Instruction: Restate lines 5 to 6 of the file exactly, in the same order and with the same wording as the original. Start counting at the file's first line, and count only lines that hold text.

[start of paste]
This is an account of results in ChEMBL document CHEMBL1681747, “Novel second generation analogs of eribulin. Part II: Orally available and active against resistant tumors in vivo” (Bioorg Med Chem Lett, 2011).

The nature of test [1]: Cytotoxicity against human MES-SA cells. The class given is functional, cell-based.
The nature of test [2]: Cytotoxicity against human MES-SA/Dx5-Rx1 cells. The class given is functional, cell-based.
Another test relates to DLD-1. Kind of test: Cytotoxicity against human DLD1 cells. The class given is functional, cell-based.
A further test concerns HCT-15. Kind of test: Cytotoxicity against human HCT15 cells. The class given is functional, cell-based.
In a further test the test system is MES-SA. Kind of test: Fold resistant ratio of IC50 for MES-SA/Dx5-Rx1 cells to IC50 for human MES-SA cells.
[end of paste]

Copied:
A further test concerns HCT-15. Kind of test: Cytotoxicity against human HCT15 cells. The class given is functional, cell-based.
In a further test the test system is MES-SA. Kind of test: Fold resistant ratio of IC50 for MES-SA/Dx5-Rx1 cells to IC50 for human MES-SA cells.